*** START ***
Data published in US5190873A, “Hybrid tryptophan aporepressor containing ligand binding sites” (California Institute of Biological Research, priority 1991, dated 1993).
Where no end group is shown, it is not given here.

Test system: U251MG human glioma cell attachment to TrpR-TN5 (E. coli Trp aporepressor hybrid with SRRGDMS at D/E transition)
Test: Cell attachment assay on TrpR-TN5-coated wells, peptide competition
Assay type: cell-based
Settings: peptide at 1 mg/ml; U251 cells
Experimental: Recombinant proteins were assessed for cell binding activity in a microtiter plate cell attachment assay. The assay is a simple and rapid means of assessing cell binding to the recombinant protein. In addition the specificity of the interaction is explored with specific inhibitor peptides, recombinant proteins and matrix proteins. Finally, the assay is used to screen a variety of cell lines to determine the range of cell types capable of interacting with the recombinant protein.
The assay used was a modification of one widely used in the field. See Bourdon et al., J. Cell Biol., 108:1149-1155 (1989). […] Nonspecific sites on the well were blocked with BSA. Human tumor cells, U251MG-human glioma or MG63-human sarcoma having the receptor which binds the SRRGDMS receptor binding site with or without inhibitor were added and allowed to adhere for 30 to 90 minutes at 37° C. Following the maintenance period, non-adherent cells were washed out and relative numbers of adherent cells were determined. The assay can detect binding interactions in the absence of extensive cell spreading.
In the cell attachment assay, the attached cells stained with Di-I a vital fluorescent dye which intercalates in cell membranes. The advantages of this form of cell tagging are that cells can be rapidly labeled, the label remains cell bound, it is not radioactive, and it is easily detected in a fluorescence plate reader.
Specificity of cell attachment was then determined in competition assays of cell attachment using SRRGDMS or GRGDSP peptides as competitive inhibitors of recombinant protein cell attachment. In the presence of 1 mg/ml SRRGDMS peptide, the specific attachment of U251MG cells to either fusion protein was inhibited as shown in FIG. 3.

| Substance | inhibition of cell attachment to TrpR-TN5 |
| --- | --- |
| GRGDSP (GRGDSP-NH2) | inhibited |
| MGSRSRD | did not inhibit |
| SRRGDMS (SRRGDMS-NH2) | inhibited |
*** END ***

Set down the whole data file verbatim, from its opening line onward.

Data published in US5190873A, “Hybrid tryptophan aporepressor containing ligand binding sites” (California Institute of Biological Research, priority 1991, dated 1993).
Where no end group is shown, it is not given here.

Test system: U251MG human glioma cell attachment to TrpR-TN5 (E. coli Trp aporepressor hybrid with SRRGDMS at D/E transition)
Test: Cell attachment assay on TrpR-TN5-coated wells, peptide competition
Assay type: cell-based
Settings: peptide at 1 mg/ml; U251 cells
Experimental: Recombinant proteins were assessed for cell binding activity in a microtiter plate cell attachment assay. The assay is a simple and rapid means of assessing cell binding to the recombinant protein. In addition the specificity of the interaction is explored with specific inhibitor peptides, recombinant proteins and matrix proteins. Finally, the assay is used to screen a variety of cell lines to determine the range of cell types capable of interacting with the recombinant protein.
The assay used was a modification of one widely used in the field. See Bourdon et al., J. Cell Biol., 108:1149-1155 (1989). […] Nonspecific sites on the well were blocked with BSA. Human tumor cells, U251MG-human glioma or MG63-human sarcoma having the receptor which binds the SRRGDMS receptor binding site with or without inhibitor were added and allowed to adhere for 30 to 90 minutes at 37° C. Following the maintenance period, non-adherent cells were washed out and relative numbers of adherent cells were determined. The assay can detect binding interactions in the absence of extensive cell spreading.
In the cell attachment assay, the attached cells stained with Di-I a vital fluorescent dye which intercalates in cell membranes. The advantages of this form of cell tagging are that cells can be rapidly labeled, the label remains cell bound, it is not radioactive, and it is easily detected in a fluorescence plate reader.
Specificity of cell attachment was then determined in competition assays of cell attachment using SRRGDMS or GRGDSP peptides as competitive inhibitors of recombinant protein cell attachment. In the presence of 1 mg/ml SRRGDMS peptide, the specific attachment of U251MG cells to either fusion protein was inhibited as shown in FIG. 3.

| Substance | inhibition of cell attachment to TrpR-TN5 |
| --- | --- |
| GRGDSP (GRGDSP-NH2) | inhibited |
| MGSRSRD | did not inhibit |
| SRRGDMS (SRRGDMS-NH2) | inhibited |